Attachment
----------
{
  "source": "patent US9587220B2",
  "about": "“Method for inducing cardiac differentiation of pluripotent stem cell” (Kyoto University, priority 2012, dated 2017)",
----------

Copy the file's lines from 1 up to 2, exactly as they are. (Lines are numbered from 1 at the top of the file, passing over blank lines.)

{
  "source": "patent US9587220B2",